Mental Health, Drug Approval, and Biomedical Research in the 21st Centuryby Jennifer Gibson, PharmD | July 5, 2017
A few weeks before the end of 2016, which was also a few weeks before the end of a congressional session and the end of President Barack Obama’s time in office, the 21st Century Cures Act became law. It had been passed with overwhelming support in the House of Representatives and the Senate and it was signed in to law by President Obama in December. The law makes sweeping, if not controversial, changes to many of the most important issues facing health care today, but we must wait to see how – and if – the law will be funded under a new President and future Congresses.
Originally introduced in 2015, the Act was proposed with the goal of promoting development and speeding approval of new drugs and medical devices, and, in its final form, it offers broad incentives and funding opportunities for many areas of health care research, development, and support.
The law directs increasing the budget for the National Institutes of Health (NIH) and creating an NIH fund to promote innovation in research and support opportunities for young researchers. NIH-funded research plays a crucial role in supporting the approval of many new drugs, so this is a welcome addition for many drug developers and researchers. The bill also commits billions of dollars to research precision medicine, map the human brain, and cure cancer.
A large portion of the Act is devoted to accelerating the drug approval process. The U.S. Food and Drug Administration—the gatekeeper of all drugs and devices in the United States—is now instructed by the Act to consider nontraditional study designs and methods when evaluating approvals of new drugs and indications. While most people, especially those in the health care industry, view the approval of new safe and effective drugs as a laudable goal, the willingness to rely on shorter or smaller clinical trials or observational studies or registries to evaluate safety and effectiveness may prove to be problematic. Such approaches are not as rigorous as randomized, controlled trials, that have been, until now, the gold standard of drug approval data.
The Act also encourages the FDA to rely on biomarkers instead of clinical outcomes to assess effectiveness. However, biomarkers are not always accurate representations or predictors of disease risks and endpoints. The Act does not change FDA approval standards, but it allows the FDA more discretion and leniency in how it approves drugs. Critics argue that the less-than-one-year average approval time does not really need accelerating and the strict research requirements do not need adjusting.
As part of the Act, the FDA can also incentivize hospitals for administering new antimicrobial drugs that have not received confirmatory approval. The Act also incentivizes drugmakers by removing regulatory hurdles that lengthen their approval processes and make them more expensive.
In addition to drug approvals, the Act addresses mental health care in this country: it established provisions for fighting the opioid epidemic, strengthened laws guaranteeing access to mental health care, and provided grants to increase the number of psychologists and psychiatrists. The Act pushes society ahead in our goal of preventing devastating consequences of mental health such as homelessness, incarceration, and suicide.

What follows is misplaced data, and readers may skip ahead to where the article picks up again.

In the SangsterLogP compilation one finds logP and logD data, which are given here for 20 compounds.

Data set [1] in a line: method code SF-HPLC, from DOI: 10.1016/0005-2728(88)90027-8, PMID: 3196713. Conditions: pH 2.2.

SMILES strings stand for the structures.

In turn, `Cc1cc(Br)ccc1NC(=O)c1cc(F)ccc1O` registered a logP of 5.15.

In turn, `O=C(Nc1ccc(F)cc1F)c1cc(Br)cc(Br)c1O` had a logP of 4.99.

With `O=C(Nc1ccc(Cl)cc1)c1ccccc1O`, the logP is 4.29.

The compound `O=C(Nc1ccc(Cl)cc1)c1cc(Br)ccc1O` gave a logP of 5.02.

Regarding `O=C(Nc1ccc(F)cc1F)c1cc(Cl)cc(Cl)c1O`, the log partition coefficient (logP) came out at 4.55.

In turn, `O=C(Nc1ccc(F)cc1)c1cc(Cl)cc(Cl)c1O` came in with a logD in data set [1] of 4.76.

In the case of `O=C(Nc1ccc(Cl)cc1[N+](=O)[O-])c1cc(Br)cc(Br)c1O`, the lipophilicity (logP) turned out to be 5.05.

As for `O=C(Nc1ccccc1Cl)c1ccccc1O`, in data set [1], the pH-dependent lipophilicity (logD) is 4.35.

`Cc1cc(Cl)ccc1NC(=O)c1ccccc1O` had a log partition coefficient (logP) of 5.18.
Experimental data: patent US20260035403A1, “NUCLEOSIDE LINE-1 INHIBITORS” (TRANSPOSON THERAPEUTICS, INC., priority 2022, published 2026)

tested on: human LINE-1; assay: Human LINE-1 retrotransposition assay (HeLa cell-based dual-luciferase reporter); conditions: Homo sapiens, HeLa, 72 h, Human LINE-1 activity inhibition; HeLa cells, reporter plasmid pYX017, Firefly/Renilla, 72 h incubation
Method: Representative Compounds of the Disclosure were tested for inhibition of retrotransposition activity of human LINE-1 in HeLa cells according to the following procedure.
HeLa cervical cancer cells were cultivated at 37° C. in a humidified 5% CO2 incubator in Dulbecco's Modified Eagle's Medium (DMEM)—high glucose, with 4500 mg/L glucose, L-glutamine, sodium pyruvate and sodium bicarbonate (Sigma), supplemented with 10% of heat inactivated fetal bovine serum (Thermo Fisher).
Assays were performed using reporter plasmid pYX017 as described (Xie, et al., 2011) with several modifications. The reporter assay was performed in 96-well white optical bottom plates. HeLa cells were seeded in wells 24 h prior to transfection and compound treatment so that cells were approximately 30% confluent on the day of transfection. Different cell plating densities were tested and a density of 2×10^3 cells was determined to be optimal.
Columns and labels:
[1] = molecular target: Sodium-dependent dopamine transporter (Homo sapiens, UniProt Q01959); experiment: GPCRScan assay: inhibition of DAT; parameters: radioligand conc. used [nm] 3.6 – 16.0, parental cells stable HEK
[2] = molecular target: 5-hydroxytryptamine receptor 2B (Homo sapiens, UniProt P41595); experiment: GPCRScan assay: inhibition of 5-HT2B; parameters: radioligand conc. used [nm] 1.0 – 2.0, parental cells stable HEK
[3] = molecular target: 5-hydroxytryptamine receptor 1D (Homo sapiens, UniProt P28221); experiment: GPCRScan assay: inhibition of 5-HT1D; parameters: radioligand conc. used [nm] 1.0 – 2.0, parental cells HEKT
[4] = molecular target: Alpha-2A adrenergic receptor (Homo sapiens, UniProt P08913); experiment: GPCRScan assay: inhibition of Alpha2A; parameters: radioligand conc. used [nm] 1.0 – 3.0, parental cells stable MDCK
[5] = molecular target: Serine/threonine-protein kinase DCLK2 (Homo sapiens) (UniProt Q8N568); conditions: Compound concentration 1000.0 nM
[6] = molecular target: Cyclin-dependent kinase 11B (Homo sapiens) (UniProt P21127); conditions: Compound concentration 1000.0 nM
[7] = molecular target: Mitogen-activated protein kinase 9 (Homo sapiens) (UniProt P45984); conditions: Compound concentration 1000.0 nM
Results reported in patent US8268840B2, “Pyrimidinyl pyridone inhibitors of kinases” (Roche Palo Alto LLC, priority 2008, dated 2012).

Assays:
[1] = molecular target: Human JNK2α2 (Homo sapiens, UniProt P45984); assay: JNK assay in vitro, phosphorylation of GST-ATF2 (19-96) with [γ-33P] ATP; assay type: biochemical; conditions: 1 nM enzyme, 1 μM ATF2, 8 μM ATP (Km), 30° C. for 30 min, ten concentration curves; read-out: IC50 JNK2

The Act has, for the most part, good motives, and it includes a little bit for a lot of people. However, it aims to fix problems that may or may not really exist and offers incentives to groups that may or may not benefit from incentives.
Plus, the future of health care in this country is uncertain. The new administration could unwind many of the changes established by the Act and, while the Act provides a framework for authorizing these programs, future Congresses would actually need to vote on and approve the budgets that pay for the provisions in the Act. The benefits and drawbacks of the Act in the real world remain to be seen. Our lawmakers are probably looking in the right direction and trying hard to choose the right path, but just how many obstacles and speed traps we hit along the way will influence just how fast this Act can get us to safe, effective, and accessible health care.
21st Century Cures Act. U.S. House of Representatives Committee on Energy and Commerce. https://energycommerce.house.gov/sites/republicans.energycommerce.house.gov/files/documents/114/analysis/20161128%20Cures%20Fact%20Sheet.pdf. Accessed January 23, 2017.
Avorn J, Kesselheim AS. The 21st Century Cures Act—Will it take us back in time? N Engl J Med. 2015;372:2473-2475. PMID: 26039522
Kesselheim AS, Avorn J. The 21st Century Cures Act. N Engl J Med. 2015;373(17):1679-80. PMID: 26488710
Dying Young and the Psychology of Leaving a Legacy
Carpe Diem—Living with Fear
Creatine and the Brain
Invertebrates: A Vastly Different Brain Structure Can Be Remarkably Efficient
Neurobotany: A Drastically Different Approach To Information Processing And Communication In Plants?
This Sunday February 14th (9 p.m. ET), the Emmy-nominated Brain Games tv-show is back! Wonder junkie Jason Silva returns to our screens, teaming up with... READ MORE →
Do not miss out ever again. Subscribe to get our newsletter delivered to your inbox a few times a month.
Like what you read? Give to Brain Blogger sponsored by GNIF with a tax-deductible donation.Make A Donation